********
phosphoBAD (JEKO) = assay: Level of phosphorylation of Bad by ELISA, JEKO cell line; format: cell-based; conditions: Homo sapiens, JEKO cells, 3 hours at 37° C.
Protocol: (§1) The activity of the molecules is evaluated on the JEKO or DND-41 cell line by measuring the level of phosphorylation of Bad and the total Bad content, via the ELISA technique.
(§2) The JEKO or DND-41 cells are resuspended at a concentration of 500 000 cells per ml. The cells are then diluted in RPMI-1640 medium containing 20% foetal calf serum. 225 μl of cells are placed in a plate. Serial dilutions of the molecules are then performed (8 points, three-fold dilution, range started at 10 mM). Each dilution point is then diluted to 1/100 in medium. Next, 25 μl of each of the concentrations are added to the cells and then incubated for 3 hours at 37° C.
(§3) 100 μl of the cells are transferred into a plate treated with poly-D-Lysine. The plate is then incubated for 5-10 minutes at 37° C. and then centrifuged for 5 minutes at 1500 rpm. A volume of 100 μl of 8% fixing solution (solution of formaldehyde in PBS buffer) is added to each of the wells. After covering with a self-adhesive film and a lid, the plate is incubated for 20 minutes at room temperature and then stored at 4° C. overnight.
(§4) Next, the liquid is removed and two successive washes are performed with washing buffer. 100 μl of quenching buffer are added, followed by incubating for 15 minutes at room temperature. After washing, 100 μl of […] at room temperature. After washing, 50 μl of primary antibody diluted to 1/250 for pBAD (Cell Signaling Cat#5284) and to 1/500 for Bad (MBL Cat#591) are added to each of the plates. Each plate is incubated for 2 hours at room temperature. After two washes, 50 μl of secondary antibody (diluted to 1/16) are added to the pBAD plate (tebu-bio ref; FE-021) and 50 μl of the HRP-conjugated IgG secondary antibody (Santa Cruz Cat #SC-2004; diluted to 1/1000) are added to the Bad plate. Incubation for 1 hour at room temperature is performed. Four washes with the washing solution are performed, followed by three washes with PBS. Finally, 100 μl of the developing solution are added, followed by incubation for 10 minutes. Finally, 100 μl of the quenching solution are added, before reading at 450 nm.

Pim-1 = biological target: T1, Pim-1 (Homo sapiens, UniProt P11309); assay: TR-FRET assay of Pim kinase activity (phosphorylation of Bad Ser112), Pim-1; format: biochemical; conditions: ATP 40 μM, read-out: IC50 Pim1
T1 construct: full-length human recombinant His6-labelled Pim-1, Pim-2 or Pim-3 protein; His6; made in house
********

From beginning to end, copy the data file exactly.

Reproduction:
phosphoBAD (JEKO) = assay: Level of phosphorylation of Bad by ELISA, JEKO cell line; format: cell-based; conditions: Homo sapiens, JEKO cells, 3 hours at 37° C.
Protocol: (§1) The activity of the molecules is evaluated on the JEKO or DND-41 cell line by measuring the level of phosphorylation of Bad and the total Bad content, via the ELISA technique.
(§2) The JEKO or DND-41 cells are resuspended at a concentration of 500 000 cells per ml. The cells are then diluted in RPMI-1640 medium containing 20% foetal calf serum. 225 μl of cells are placed in a plate. Serial dilutions of the molecules are then performed (8 points, three-fold dilution, range started at 10 mM). Each dilution point is then diluted to 1/100 in medium. Next, 25 μl of each of the concentrations are added to the cells and then incubated for 3 hours at 37° C.
(§3) 100 μl of the cells are transferred into a plate treated with poly-D-Lysine. The plate is then incubated for 5-10 minutes at 37° C. and then centrifuged for 5 minutes at 1500 rpm. A volume of 100 μl of 8% fixing solution (solution of formaldehyde in PBS buffer) is added to each of the wells. After covering with a self-adhesive film and a lid, the plate is incubated for 20 minutes at room temperature and then stored at 4° C. overnight.
(§4) Next, the liquid is removed and two successive washes are performed with washing buffer. 100 μl of quenching buffer are added, followed by incubating for 15 minutes at room temperature. After washing, 100 μl of […] at room temperature. After washing, 50 μl of primary antibody diluted to 1/250 for pBAD (Cell Signaling Cat#5284) and to 1/500 for Bad (MBL Cat#591) are added to each of the plates. Each plate is incubated for 2 hours at room temperature. After two washes, 50 μl of secondary antibody (diluted to 1/16) are added to the pBAD plate (tebu-bio ref; FE-021) and 50 μl of the HRP-conjugated IgG secondary antibody (Santa Cruz Cat #SC-2004; diluted to 1/1000) are added to the Bad plate. Incubation for 1 hour at room temperature is performed. Four washes with the washing solution are performed, followed by three washes with PBS. Finally, 100 μl of the developing solution are added, followed by incubation for 10 minutes. Finally, 100 μl of the quenching solution are added, before reading at 450 nm.

Pim-1 = biological target: T1, Pim-1 (Homo sapiens, UniProt P11309); assay: TR-FRET assay of Pim kinase activity (phosphorylation of Bad Ser112), Pim-1; format: biochemical; conditions: ATP 40 μM, read-out: IC50 Pim1
T1 construct: full-length human recombinant His6-labelled Pim-1, Pim-2 or Pim-3 protein; His6; made in house